Careers and Education: An Overview
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This chapter describes major challenges and opportunities associated with transferring bioastronautics knowledge among space faring nations. It highlights select programs at the elementary school through postdoctoral levels, including medical and military training, that promote bioastronautics and broader science, technology, engineering, and mathematics (STEM) literacy, particularly in Africa. The chapter also examines bioastronautics knowledge transfer partnerships among commercial space organizations and national space agencies (MacLeish et al., International cooperation for space life sciences knowledge sharing and development in Africa. International Academy of Astronautics, Paris, 2014).
The coordinating theme is that educational outreach is essential for transferring bioastronautics and STEM knowledge in support of the emerging global consensus that (1) space exploration’s ultimate mission is to serve humanity and (2) international partnerships are a primary mechanism for accomplishing this missing (Pace et al. 2010). Education modules and programs selected for discussion cover multidisciplinary topics, including the nature of the space environment, student experiments on the International Space Station, and impacts of space travel on the human body (e.g., sleep circadian rhythm interruption; bone loss; radiation exposure; and brain, muscle, neurovestibular, and cardiovascular alterations). Science and engineering coursework, clinical experiences, space-related research apprenticeships, and research projects are the major foci at graduate and undergraduate levels. Military training programs are limited in number and scope, but they are included because they offer a unique pathway for developing specialized bioastronautics skills among professionals, including astronauts and scientists. The chapter also includes a brief discussion of multimedia scientific literacy outreach programs delivered by museums, science centers, and radio/television outlets.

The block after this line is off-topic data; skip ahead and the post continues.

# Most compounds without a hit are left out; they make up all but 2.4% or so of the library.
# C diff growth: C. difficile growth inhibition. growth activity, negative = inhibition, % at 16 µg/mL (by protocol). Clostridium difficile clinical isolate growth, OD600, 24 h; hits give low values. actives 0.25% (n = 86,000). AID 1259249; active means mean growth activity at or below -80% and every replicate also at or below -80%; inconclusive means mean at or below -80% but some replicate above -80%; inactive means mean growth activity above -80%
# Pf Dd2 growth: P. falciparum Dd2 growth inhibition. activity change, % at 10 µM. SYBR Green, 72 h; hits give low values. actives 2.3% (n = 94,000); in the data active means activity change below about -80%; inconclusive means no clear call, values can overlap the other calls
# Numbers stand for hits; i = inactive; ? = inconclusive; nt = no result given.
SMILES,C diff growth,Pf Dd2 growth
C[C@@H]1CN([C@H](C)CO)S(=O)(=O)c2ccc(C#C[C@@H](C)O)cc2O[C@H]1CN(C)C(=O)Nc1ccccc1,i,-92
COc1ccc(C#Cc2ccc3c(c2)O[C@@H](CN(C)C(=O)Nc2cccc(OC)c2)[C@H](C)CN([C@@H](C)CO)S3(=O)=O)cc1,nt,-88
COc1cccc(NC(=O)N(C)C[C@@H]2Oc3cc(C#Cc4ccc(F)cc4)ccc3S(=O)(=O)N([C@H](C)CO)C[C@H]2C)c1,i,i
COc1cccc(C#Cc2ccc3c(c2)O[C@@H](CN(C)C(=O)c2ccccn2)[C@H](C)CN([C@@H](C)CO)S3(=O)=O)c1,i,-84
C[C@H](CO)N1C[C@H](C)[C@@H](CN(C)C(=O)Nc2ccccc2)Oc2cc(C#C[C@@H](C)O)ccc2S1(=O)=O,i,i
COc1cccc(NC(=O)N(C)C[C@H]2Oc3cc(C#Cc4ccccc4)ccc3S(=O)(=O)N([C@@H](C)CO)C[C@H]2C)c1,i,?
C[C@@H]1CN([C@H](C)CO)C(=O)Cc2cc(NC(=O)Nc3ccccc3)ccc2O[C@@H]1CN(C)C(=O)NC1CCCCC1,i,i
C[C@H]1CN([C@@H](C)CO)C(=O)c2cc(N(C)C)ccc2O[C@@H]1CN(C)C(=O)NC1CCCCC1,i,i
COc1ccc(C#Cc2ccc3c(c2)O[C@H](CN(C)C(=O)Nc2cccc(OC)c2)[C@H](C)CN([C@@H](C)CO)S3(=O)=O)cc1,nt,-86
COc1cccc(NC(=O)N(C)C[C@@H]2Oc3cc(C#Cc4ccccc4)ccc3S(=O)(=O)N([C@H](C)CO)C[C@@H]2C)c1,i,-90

Educators and other science literacy disseminators across the globe are challenged in weaving new bioastronautics information into their respective outreach programs. The chapter’s detailed description of partnerships among educators, scientists, and non-academic or informal education communities illustrates the key role that such collaborations play in bridging the bioastronautics knowledge/STEM literacy gap and in producing innovative classroom materials that are indigenous to diverse cultures and efficacious for use in classrooms worldwide. This section also provides an overview of global bioastronautics careers and discusses strategies employed by various governmental/nongovernmental entities to introduce bioastronautics education into their respective countries’ curricula [ENQA] European Association for Quality Assurance in Higher Education (Standards and guidelines for quality assurance in the European higher education area, Brussels, Belgium. ENQA, Brussels, 2005) Standards and guidelines for quality assurance in the European higher education area, Brussels, Belgium.
KeywordsBioastronautics Global Partnerships Humanity Elementary Secondary Graduate-postgraduate Knowledge Health Humanity Africa Europe Careers Standards Space International Space Station
The author would like to acknowledge the Springer editorial office for its guidance. The author also wishes to thank Drs. Gregory Vogt, Amanda Hackler, David Klaus, Elizabeth Klerman, David Dinges, Joseph Akinyede and William Thomson, and Mr. James Denk, for their contributions to this manuscript.
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